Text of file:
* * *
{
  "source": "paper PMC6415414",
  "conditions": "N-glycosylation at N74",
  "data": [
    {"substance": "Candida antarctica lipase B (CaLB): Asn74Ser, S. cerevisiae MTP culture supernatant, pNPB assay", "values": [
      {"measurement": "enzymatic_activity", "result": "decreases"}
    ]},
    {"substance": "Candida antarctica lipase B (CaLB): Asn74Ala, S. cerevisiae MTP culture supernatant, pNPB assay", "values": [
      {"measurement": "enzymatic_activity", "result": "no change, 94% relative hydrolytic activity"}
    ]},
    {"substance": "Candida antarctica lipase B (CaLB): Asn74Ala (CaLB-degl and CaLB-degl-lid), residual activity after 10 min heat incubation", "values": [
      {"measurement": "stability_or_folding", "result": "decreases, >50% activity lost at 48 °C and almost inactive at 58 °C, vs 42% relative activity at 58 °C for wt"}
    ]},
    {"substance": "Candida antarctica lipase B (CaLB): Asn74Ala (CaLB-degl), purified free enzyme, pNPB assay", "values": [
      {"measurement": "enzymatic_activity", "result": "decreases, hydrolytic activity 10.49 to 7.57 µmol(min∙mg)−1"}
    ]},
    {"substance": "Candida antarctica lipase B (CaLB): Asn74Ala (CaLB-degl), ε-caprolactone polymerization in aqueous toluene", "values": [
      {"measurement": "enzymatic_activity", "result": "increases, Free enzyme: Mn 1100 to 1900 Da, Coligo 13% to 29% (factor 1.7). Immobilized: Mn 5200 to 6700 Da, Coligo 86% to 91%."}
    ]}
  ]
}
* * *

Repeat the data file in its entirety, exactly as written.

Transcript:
{
  "source": "paper PMC6415414",
  "conditions": "N-glycosylation at N74",
  "data": [
    {"substance": "Candida antarctica lipase B (CaLB): Asn74Ser, S. cerevisiae MTP culture supernatant, pNPB assay", "values": [
      {"measurement": "enzymatic_activity", "result": "decreases"}
    ]},
    {"substance": "Candida antarctica lipase B (CaLB): Asn74Ala, S. cerevisiae MTP culture supernatant, pNPB assay", "values": [
      {"measurement": "enzymatic_activity", "result": "no change, 94% relative hydrolytic activity"}
    ]},
    {"substance": "Candida antarctica lipase B (CaLB): Asn74Ala (CaLB-degl and CaLB-degl-lid), residual activity after 10 min heat incubation", "values": [
      {"measurement": "stability_or_folding", "result": "decreases, >50% activity lost at 48 °C and almost inactive at 58 °C, vs 42% relative activity at 58 °C for wt"}
    ]},
    {"substance": "Candida antarctica lipase B (CaLB): Asn74Ala (CaLB-degl), purified free enzyme, pNPB assay", "values": [
      {"measurement": "enzymatic_activity", "result": "decreases, hydrolytic activity 10.49 to 7.57 µmol(min∙mg)−1"}
    ]},
    {"substance": "Candida antarctica lipase B (CaLB): Asn74Ala (CaLB-degl), ε-caprolactone polymerization in aqueous toluene", "values": [
      {"measurement": "enzymatic_activity", "result": "increases, Free enzyme: Mn 1100 to 1900 Da, Coligo 13% to 29% (factor 1.7). Immobilized: Mn 5200 to 6700 Da, Coligo 86% to 91%."}
    ]}
  ]
}